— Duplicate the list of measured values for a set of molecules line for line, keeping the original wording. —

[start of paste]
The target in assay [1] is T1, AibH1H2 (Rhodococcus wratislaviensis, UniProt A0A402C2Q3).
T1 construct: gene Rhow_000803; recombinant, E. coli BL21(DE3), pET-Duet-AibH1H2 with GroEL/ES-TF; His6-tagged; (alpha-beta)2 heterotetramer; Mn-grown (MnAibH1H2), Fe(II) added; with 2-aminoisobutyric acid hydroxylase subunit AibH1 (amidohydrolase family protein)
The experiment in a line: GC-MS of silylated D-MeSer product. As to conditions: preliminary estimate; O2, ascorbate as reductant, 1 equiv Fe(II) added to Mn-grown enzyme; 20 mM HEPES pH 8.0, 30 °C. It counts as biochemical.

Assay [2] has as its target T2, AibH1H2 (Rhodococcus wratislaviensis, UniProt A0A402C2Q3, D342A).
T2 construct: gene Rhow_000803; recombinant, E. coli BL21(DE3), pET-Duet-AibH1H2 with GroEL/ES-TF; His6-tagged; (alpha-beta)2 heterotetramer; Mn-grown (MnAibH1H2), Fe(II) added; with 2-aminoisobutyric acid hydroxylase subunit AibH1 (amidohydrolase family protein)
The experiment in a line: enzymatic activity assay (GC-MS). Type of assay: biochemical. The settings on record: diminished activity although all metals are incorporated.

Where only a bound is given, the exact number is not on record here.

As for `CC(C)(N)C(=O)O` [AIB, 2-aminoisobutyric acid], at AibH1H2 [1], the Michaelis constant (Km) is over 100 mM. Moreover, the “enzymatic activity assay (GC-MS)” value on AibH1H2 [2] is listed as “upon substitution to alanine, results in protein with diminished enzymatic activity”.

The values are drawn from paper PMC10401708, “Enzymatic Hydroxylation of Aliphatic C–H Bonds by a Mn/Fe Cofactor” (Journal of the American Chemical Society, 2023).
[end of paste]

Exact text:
The target in assay [1] is T1, AibH1H2 (Rhodococcus wratislaviensis, UniProt A0A402C2Q3).
T1 construct: gene Rhow_000803; recombinant, E. coli BL21(DE3), pET-Duet-AibH1H2 with GroEL/ES-TF; His6-tagged; (alpha-beta)2 heterotetramer; Mn-grown (MnAibH1H2), Fe(II) added; with 2-aminoisobutyric acid hydroxylase subunit AibH1 (amidohydrolase family protein)
The experiment in a line: GC-MS of silylated D-MeSer product. As to conditions: preliminary estimate; O2, ascorbate as reductant, 1 equiv Fe(II) added to Mn-grown enzyme; 20 mM HEPES pH 8.0, 30 °C. It counts as biochemical.

Assay [2] has as its target T2, AibH1H2 (Rhodococcus wratislaviensis, UniProt A0A402C2Q3, D342A).
T2 construct: gene Rhow_000803; recombinant, E. coli BL21(DE3), pET-Duet-AibH1H2 with GroEL/ES-TF; His6-tagged; (alpha-beta)2 heterotetramer; Mn-grown (MnAibH1H2), Fe(II) added; with 2-aminoisobutyric acid hydroxylase subunit AibH1 (amidohydrolase family protein)
The experiment in a line: enzymatic activity assay (GC-MS). Type of assay: biochemical. The settings on record: diminished activity although all metals are incorporated.

Where only a bound is given, the exact number is not on record here.

As for `CC(C)(N)C(=O)O` [AIB, 2-aminoisobutyric acid], at AibH1H2 [1], the Michaelis constant (Km) is over 100 mM. Moreover, the “enzymatic activity assay (GC-MS)” value on AibH1H2 [2] is listed as “upon substitution to alanine, results in protein with diminished enzymatic activity”.

The values are drawn from paper PMC10401708, “Enzymatic Hydroxylation of Aliphatic C–H Bonds by a Mn/Fe Cofactor” (Journal of the American Chemical Society, 2023).